Actress Desreta Jackson was just in her preteens when she landed the role of young Celie in the Steven Spielberg film, The Color Purple. Jackson shared the role with Whoppi Goldberg, who played the older version of the character. Jackson moved to the USA at a young age with her family – she is originally from the British Virgin Islands.
Jackson is currently working on a line of hair products and recently wrote a book on the importance of hair. She also has a Production Company called, Desicon Pictures. You can learn more about her product line at myblacksilk.com and you can keep up with her projects at desretajackson.com.
How did you get the role of young Celie in The Color Purple?
I went to an open cattle call at Morningside high school. I was told that they were holding auditions all around the world for a major movie. I received a call at the last minute from my drama teacher. They had submitted my headshots for me.
An interesting story is the FBI almost took my headshots away. I answered an ad from an acting school that promised to help you put a resume together. Later, I discovered it was a scam and that the school overcharged us for the headshots. The day after I received my headshots from the school, the FBI came and shut the school down. They confiscated all the records and all the headshots.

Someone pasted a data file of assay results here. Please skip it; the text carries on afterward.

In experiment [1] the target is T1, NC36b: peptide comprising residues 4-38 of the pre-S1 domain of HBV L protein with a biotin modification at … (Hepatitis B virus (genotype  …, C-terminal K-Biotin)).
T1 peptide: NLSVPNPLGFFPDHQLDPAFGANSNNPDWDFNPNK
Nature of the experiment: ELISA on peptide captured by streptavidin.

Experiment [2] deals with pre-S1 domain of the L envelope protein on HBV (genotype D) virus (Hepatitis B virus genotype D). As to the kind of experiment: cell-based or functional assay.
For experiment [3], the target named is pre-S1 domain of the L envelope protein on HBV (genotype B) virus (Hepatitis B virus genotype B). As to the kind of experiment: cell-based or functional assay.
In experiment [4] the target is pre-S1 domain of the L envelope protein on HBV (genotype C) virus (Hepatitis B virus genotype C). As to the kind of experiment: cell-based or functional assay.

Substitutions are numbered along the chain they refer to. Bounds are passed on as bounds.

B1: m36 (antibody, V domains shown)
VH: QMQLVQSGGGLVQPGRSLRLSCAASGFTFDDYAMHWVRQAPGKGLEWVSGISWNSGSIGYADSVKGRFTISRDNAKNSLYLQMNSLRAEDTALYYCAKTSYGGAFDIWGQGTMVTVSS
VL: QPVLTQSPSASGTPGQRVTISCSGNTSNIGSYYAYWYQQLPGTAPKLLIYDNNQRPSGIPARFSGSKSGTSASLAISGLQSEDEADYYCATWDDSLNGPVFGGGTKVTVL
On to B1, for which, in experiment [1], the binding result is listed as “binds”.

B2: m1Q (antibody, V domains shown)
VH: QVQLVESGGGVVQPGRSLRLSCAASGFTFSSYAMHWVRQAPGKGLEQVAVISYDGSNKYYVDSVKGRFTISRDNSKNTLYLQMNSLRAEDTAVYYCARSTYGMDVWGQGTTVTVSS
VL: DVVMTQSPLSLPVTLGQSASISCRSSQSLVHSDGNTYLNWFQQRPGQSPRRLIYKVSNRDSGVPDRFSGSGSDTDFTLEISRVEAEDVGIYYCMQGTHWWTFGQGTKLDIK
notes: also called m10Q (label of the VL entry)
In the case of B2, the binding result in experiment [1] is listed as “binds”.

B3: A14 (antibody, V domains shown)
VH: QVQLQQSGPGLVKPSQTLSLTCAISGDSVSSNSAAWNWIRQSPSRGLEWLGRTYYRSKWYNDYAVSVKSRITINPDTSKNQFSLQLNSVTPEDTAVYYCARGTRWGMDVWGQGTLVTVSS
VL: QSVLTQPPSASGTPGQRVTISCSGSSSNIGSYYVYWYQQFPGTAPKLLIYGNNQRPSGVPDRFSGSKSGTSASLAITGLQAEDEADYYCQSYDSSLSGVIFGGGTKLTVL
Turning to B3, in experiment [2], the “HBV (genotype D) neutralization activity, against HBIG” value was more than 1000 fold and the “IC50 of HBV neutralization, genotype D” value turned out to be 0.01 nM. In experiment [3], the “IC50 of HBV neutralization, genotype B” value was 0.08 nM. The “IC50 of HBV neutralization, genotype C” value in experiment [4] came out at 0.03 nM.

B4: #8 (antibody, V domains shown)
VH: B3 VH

Luckily, I got my head shots before the raid happened. When The Color Purple auditions came up my acting teacher called me and asked for headshots. I had them ready to go.
You were very young when you filmed The Color Purple, was the experience overwhelming for you at all?
No, not at all. The acting was my escape at the time. I was used to handling many things at a young age. When we first came to the US, I was only nine years old, we were homeless and my mother was pregnant. My mother would, at times, disappear for days. She would tell me not to open the hotel door for anyone. I was basically raising my little sister, a newborn, and I would juggle school too.
By the time I landed the role I was a caregiver for two babies, going to school and helping my mother stay out of what I call ‘daily drama.’ That is why the experience wasn’t overwhelming. Filming the role was like a beautiful vacation I never wanted to end.